slab thickness

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In a previous post P.Fritz says...

That's when the trouble (and overtime for the engineer) really starts!
I have had to require that the contractor tear out the bad stuff and replace with new. Finger pointing gets started in earnest at that point.
--
Bob Morrison, PE, SE
R L Morrison Engineering Co
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But it is always the contractor's fault :-)

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Bob Morrison wrote:

And I have had to tear out concrete that didn't break at the spec'd pressure after 28 days. I didn't pay for it though, the cement plant did. They paid for the new concrete, the labor, the disposal of the old concrete, everything.
When you do this to them a couple of times, they start paying close attention to the mix and their quality controls at the plant. Whenever I order concrete now, I always tell them that the testing lab will be there to take samples and do a slump test (whether they are or not). They are minding their Ps and Qs, then.
We have had the odd batch not break at 3500 or 3000, but it is usually in an area where it doesn't matter, so it doesn't have to be torn out. They sometimes break at 2900 or 3400, but for a slab on grade, that is fine. When you get into retaining walls and other critical systems, the heat is on, and if you have all of your paperwork in order, it is on the supplier.
Whenever I have to call the plant and tell them that their concrete is subpar, the first question I always get is How much water did you add? For that reason, I always have the drivers indicate on the delivery ticket if water was added and who requested it. Sometimes the drivers will add water on the way to the job to keep the mix turning. If it is a spec'd job with tests in place, that can come back to haunt them.
Moral: Always keep your delivery tickets, indicate water added, and test, test, test.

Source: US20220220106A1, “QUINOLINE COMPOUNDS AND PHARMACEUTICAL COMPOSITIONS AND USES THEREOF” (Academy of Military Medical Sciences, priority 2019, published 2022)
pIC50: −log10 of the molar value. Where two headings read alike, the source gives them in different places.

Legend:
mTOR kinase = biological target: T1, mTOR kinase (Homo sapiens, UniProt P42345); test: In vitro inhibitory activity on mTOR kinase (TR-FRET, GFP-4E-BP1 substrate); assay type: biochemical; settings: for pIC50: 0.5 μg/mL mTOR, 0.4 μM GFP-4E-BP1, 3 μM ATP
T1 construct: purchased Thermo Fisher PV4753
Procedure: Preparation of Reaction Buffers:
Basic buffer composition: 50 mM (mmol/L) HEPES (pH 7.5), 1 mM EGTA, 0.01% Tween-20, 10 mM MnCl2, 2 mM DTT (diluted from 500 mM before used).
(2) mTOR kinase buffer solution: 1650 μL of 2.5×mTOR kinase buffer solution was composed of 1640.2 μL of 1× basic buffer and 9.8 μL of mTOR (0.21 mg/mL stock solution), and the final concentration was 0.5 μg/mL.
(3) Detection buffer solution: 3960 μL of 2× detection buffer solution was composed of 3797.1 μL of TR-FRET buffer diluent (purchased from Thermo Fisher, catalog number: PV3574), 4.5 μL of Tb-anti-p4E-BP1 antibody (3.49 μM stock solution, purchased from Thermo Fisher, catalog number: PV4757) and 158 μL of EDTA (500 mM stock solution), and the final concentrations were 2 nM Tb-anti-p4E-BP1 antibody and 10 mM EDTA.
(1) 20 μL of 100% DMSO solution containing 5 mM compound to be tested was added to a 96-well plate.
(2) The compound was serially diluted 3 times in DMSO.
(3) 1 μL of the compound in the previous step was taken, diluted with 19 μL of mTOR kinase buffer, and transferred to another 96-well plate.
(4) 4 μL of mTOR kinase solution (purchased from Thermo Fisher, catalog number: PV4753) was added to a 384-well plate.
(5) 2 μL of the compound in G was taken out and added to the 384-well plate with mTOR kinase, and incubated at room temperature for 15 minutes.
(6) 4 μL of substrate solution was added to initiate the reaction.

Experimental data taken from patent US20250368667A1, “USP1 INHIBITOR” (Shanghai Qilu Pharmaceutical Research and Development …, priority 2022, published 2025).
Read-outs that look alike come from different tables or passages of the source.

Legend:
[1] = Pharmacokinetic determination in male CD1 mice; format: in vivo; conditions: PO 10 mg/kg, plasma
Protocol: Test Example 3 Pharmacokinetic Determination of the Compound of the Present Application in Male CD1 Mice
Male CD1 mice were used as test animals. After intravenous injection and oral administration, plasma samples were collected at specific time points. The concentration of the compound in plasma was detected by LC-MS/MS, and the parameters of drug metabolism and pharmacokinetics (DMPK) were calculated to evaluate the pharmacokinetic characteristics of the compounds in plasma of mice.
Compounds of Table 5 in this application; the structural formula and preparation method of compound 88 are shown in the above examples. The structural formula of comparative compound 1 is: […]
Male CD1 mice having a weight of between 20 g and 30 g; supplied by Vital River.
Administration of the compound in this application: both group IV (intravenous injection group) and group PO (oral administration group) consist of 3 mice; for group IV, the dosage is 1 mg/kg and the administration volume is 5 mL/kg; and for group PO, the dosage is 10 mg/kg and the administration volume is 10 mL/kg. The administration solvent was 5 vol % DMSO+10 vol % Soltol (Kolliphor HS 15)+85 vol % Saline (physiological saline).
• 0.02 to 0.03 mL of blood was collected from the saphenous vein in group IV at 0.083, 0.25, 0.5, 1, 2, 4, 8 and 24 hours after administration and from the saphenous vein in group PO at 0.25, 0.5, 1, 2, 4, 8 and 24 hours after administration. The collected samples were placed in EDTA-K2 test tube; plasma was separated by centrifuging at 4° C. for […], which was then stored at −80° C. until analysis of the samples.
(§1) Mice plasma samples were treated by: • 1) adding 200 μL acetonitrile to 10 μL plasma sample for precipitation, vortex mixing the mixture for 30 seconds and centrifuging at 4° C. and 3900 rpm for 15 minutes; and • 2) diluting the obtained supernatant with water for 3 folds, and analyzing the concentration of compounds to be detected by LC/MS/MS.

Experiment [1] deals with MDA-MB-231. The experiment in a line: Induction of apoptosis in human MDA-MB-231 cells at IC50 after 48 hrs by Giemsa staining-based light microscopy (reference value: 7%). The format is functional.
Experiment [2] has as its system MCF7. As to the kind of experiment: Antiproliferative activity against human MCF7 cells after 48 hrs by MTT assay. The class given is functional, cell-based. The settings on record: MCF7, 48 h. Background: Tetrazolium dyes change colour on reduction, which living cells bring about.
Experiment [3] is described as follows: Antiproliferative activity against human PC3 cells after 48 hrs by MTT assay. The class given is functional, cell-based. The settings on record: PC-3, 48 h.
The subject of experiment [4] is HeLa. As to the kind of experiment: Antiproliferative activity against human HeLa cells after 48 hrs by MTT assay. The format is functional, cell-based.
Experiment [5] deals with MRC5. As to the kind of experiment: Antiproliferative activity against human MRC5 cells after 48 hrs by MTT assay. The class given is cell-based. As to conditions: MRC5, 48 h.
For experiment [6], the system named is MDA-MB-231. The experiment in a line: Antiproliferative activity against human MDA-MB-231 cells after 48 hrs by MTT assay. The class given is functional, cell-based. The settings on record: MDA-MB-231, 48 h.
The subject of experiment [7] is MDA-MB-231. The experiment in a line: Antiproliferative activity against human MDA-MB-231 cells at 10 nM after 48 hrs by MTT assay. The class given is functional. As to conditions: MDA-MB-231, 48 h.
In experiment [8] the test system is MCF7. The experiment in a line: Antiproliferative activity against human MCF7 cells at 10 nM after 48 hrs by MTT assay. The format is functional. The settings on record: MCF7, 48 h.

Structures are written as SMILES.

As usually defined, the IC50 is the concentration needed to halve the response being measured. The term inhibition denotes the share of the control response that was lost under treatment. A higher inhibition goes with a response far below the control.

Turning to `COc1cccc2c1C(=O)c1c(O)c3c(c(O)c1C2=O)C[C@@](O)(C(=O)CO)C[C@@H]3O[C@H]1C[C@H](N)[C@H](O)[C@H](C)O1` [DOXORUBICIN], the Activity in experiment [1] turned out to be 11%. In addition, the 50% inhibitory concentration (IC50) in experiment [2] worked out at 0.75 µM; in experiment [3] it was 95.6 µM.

--
Robert Allison
Rimshot, Inc.
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Robert Allison wrote:

Can you actually catch them if they don't "'fess up", though?
When I drove one summer while in high school for a local mix service here (classmate's Dad owned the place) there would have been no way to prove it as they, at least, weren't monitoring onboard water consumption...I suppose w/ "real" construction, that's done now.
(Note--Otto only let us kids deliver to the oil well sites where you couldn't mess anything up other than bury it to the axles in mud... :) )
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Duane Bozarth wrote:

Well, if I have a delivery ticket that says no water was added, and the test breaks at 2800 for a 3500 PSI concrete, who is responsible? The plant! That is what I am talking about. If you order 3500 PSI mix and you don't get it, it is the cement plant that has to fix it.
--
Robert Allison
Rimshot, Inc.
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Robert Allison wrote: ....

That surely, is the "proof"...I was just curious during the finger-pointing phase if the driver tried the "not me!" trick whether with newer mix trucks water usage might be monitored...
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Duane Bozarth wrote:

One way to do that is to tell the plant that you want the water tanks full when they arrive at the jobsite. That leaves the driver the option of adding water and then stopping somewhere and refilling the tanks, but I don't think that they are that devious. Most drivers I have found to be pretty honest. I can't imagine a situation where one would want to ruin your mix just to be mean. Especially when they know that their jobs could be on the line for it.
You can also check the level of the water tank on the truck when it arrives and when it leaves, keeping in mind that if the truck is not on level ground, the readings could be different if it moves.
--
Robert Allison
Rimshot, Inc.
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And if it needs to be 'pumped', I guess the slump is less, right ..so it can flow thru the pump easier ?

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Rudy wrote:

Slump would then be greater, not less...
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Duane Bozarth wrote:

Exactly. And if you are pumping the mix, you have to let the plant know that in advance. It requires a certain size of aggregate and a 5-6" slump, which means that the plant has to adjust the mix so that when it cures, it is at the right PSI.